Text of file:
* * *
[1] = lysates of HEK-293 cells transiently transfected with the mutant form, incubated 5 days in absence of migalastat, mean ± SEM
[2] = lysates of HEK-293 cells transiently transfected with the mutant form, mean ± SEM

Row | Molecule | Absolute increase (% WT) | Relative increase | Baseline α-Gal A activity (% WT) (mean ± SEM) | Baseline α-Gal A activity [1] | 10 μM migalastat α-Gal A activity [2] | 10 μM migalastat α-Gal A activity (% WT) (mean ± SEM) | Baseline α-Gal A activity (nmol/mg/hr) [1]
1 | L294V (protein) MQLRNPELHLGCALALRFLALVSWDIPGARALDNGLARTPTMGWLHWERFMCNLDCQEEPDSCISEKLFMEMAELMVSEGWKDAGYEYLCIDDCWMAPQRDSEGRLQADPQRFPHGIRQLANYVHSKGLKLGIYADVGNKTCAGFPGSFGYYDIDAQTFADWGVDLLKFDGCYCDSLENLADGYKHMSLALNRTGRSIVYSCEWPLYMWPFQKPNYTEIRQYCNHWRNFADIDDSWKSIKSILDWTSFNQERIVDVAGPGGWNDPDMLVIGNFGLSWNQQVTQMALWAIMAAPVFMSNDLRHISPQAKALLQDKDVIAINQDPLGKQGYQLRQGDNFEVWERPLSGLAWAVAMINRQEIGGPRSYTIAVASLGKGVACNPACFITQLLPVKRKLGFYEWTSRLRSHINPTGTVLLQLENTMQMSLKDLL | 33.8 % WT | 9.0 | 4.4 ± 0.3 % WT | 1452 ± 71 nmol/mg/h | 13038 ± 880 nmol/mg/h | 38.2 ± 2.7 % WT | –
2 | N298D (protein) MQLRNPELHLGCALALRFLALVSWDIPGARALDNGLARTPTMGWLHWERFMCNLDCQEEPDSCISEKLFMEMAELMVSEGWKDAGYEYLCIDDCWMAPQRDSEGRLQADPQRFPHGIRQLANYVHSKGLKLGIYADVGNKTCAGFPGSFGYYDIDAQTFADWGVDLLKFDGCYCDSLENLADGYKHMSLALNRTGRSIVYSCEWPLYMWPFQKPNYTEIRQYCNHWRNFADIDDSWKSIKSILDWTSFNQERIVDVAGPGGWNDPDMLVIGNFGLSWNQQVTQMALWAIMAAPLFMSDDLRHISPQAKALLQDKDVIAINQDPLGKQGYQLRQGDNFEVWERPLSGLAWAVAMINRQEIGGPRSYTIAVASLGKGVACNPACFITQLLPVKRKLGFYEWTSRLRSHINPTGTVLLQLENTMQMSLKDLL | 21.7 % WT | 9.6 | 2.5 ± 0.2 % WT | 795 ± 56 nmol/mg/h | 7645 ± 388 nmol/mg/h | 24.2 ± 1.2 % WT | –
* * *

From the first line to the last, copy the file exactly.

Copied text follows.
[1] = lysates of HEK-293 cells transiently transfected with the mutant form, incubated 5 days in absence of migalastat, mean ± SEM
[2] = lysates of HEK-293 cells transiently transfected with the mutant form, mean ± SEM

Row | Molecule | Absolute increase (% WT) | Relative increase | Baseline α-Gal A activity (% WT) (mean ± SEM) | Baseline α-Gal A activity [1] | 10 μM migalastat α-Gal A activity [2] | 10 μM migalastat α-Gal A activity (% WT) (mean ± SEM) | Baseline α-Gal A activity (nmol/mg/hr) [1]
1 | L294V (protein) MQLRNPELHLGCALALRFLALVSWDIPGARALDNGLARTPTMGWLHWERFMCNLDCQEEPDSCISEKLFMEMAELMVSEGWKDAGYEYLCIDDCWMAPQRDSEGRLQADPQRFPHGIRQLANYVHSKGLKLGIYADVGNKTCAGFPGSFGYYDIDAQTFADWGVDLLKFDGCYCDSLENLADGYKHMSLALNRTGRSIVYSCEWPLYMWPFQKPNYTEIRQYCNHWRNFADIDDSWKSIKSILDWTSFNQERIVDVAGPGGWNDPDMLVIGNFGLSWNQQVTQMALWAIMAAPVFMSNDLRHISPQAKALLQDKDVIAINQDPLGKQGYQLRQGDNFEVWERPLSGLAWAVAMINRQEIGGPRSYTIAVASLGKGVACNPACFITQLLPVKRKLGFYEWTSRLRSHINPTGTVLLQLENTMQMSLKDLL | 33.8 % WT | 9.0 | 4.4 ± 0.3 % WT | 1452 ± 71 nmol/mg/h | 13038 ± 880 nmol/mg/h | 38.2 ± 2.7 % WT | –
2 | N298D (protein) MQLRNPELHLGCALALRFLALVSWDIPGARALDNGLARTPTMGWLHWERFMCNLDCQEEPDSCISEKLFMEMAELMVSEGWKDAGYEYLCIDDCWMAPQRDSEGRLQADPQRFPHGIRQLANYVHSKGLKLGIYADVGNKTCAGFPGSFGYYDIDAQTFADWGVDLLKFDGCYCDSLENLADGYKHMSLALNRTGRSIVYSCEWPLYMWPFQKPNYTEIRQYCNHWRNFADIDDSWKSIKSILDWTSFNQERIVDVAGPGGWNDPDMLVIGNFGLSWNQQVTQMALWAIMAAPLFMSDDLRHISPQAKALLQDKDVIAINQDPLGKQGYQLRQGDNFEVWERPLSGLAWAVAMINRQEIGGPRSYTIAVASLGKGVACNPACFITQLLPVKRKLGFYEWTSRLRSHINPTGTVLLQLENTMQMSLKDLL | 21.7 % WT | 9.6 | 2.5 ± 0.2 % WT | 795 ± 56 nmol/mg/h | 7645 ± 388 nmol/mg/h | 24.2 ± 1.2 % WT | –